Who are the messengers and storytellers that can most effectively deliver these messages and move this narrative? 

While it is imperative to understand and acknowledge existing narratives in order to challenge them, it is also of the utmost importance to determine who would be the best individual to effectively deliver the message of the narrative so that it resonates with clarity and authenticity based on real-life experiences. The Ford Foundation partners with organizations to help dismantle entrenched narratives that undermine equity, inclusion, and tolerance to elevate underrepresented stories and diverse voices to carry social justice forward. 

Putting narrative change into action for impact

Internal monitoring will be an ongoing process to identify narratives that have been used and to measure how well the narrative is moving in the public space in various channels. It is important to review content on blogs, videos, and other collateral materials to see what narratives are being used and if any need to be phased out. Also, map your narrative environment to better understand where and how the narrative is being used and to consider if improvements are warranted.  Understand narratives and frames – Narrative change needs to take account of both the existing frame of reference held by key audiences and clarity about how to shift those frames.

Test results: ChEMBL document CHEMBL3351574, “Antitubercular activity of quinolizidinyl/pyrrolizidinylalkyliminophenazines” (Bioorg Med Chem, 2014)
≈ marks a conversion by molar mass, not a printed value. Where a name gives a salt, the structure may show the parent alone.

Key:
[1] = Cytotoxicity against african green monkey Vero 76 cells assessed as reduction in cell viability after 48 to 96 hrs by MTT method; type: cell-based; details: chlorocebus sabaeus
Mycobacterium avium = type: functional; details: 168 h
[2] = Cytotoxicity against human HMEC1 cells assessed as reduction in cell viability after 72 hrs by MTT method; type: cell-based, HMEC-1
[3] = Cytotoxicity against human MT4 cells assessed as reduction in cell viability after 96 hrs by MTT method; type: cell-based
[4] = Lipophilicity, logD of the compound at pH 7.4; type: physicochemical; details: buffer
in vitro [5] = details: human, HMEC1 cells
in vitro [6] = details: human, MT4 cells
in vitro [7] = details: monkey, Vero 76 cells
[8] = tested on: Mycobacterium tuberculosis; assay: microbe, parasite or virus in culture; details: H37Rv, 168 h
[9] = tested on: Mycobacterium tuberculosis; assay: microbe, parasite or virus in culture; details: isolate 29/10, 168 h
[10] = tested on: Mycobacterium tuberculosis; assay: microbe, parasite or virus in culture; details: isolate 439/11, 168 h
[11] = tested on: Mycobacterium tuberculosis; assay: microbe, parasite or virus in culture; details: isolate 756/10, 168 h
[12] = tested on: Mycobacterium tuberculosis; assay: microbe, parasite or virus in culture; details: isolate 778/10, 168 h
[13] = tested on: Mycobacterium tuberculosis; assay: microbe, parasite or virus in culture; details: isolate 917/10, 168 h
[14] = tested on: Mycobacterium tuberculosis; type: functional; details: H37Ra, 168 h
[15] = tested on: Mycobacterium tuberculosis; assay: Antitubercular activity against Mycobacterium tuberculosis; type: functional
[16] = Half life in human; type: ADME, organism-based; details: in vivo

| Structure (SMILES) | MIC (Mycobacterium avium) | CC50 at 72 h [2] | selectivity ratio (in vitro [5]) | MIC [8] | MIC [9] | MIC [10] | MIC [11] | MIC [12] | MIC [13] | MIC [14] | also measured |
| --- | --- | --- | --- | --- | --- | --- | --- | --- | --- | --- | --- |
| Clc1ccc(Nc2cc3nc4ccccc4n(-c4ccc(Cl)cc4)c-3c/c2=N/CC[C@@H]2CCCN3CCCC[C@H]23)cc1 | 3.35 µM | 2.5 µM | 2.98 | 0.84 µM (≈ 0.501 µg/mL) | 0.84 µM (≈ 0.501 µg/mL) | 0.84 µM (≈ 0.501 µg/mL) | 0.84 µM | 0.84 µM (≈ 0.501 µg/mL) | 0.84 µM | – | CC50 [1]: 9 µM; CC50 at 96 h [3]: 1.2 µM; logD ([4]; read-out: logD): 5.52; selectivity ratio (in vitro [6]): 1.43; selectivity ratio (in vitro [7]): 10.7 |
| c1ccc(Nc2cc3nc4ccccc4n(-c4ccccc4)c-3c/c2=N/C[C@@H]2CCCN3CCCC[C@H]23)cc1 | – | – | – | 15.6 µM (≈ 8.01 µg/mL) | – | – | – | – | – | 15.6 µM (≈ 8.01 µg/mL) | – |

Social media has been a go-to broadcast partner for organizational narratives with quick adoption of messages and narratives in the wider media and societal conversation. Narratives are profoundly shaped by social media and can be a marker for tracking changes in attitudes, beliefs, and behaviors. Part of your strategy should be to monitor your social media channels to see that the narratives are resonating in comments and feedback and are making an impact on individual attitudes. 

When creating new narratives it is important to identify which narratives need to be changed or counteracted from the dominant narrative. The process includes examining and reviewing the narratives that currently bolstering the power structures, in order to challenge them. This will help pinpoint ideas and concepts that can be changed and embedded in the new narrative. Think of the takeaway messages that will help to frame the narrative. Does it flow clearly and authentically from the stories and concepts about the issue?  Does it refer to the shared goals and values rather than stating the challenge? Narratives about issues can have impacts and implications for policy.  Misleading narratives can prevent an organization’s ability to better motivate individuals and design effective policies. 

Changing the way narratives are framed to more accurately tell a better and complete story can have significant results in getting hearts and minds to be moved and in turn, make a lasting change in society. New narratives can amplify many different and diverse voices so that the story is everyone and ultimately shift challenging conversations in a more productive way to build more inclusive communities.